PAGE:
A Comparison of Two Metal Surface Finishes on Femoral Components in Hip Arthroplasty
The purpose of this study is to compare metal surface finishes (proximal-coated titanium surface versus mid-coated titanium surface) on femoral components in hip arthroplasty.
|Study Design:||Allocation: Randomized
Endpoint Classification: Safety/Efficacy Study
Intervention Model: Parallel Assignment
Primary Purpose: Treatment
|Official Title:||A Comparison of Two Metal Surface Finishes (Proximal-Coated Titanium Surface Versus Mid-Coated Titanium Surface) on Femoral Components in Hip Arthroplasty|
- migration of femoral components evaluated by RSA
- BMD in the surrounding bone tissue of femoral components
|Study Start Date:||January 2004|
|Study Completion Date:||January 2007|
|Primary Completion Date:||January 2007 (Final data collection date for primary outcome measure)|
In younger patients femoral components are most often implanted without the use of cement. A direct ingrowth of bone to the implant is crucial to the attainment of good results in those cases where cement is not employed.
The construction of a femoral implant, Versys Fiber Metal Taper®, by Zimmer includes a more extensive coating than previous femoral implants. The improved surface coating has been shown to provide these implants with better properties than those demonstrated by implants currently in general use.
Theoretically, the greater porous surface of mid-coated implants should:
- Encourage bone ingrowth through improved osteoconductive properties, however more extensive coating might change the loss of bone due to stress shielding later in time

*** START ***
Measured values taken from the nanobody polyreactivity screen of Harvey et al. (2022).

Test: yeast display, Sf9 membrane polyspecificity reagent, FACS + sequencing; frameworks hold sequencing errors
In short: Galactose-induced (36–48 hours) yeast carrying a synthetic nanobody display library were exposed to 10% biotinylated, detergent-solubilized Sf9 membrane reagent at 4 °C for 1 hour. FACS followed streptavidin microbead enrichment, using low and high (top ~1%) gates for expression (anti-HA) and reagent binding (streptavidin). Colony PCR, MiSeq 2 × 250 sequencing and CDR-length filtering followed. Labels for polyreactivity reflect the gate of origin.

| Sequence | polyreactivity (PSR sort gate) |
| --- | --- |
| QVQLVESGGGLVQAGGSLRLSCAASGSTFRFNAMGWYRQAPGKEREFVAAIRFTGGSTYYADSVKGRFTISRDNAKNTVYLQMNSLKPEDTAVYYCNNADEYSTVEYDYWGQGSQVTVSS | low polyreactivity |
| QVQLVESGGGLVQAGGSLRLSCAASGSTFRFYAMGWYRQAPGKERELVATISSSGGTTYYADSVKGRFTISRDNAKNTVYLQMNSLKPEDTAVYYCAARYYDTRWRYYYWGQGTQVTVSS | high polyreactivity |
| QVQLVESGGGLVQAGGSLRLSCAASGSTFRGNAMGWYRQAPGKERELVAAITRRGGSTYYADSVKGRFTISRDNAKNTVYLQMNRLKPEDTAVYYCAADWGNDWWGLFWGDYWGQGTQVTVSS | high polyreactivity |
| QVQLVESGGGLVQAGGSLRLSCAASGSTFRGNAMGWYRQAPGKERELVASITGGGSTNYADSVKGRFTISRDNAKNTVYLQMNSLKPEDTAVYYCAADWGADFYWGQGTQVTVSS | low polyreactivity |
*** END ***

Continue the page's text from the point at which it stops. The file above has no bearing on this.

- Improve anchorage of the implant due to the higher friction coefficient
- Result in fewer postoperative complaints measured with the Harris Hip Score and visual analog scale scores
The migration of femoral components will be evaluated by RSA, performing radiostereometric analyses at the Orthopaedic Center, Aarhus University Hospital. The follow-up RSA will be scheduled for week 1, as well as 3 months, 12 months and 2 years after surgery. Bone mineral density around the implanted femoral component will be examined by DEXA scan at week 1, as well as 1 year and 2 years after surgery.
Please refer to this study by its ClinicalTrials.gov identifier: NCT00116038
|Orthopaedic Center, Aarhus University Hospital,|
|Aarhus, Denmark, 8000|
|Principal Investigator:||Kjeld Søballe, MD., Prof.||Orthopaedic Center, Aarhus University Hospital, Aarhus, Denmark|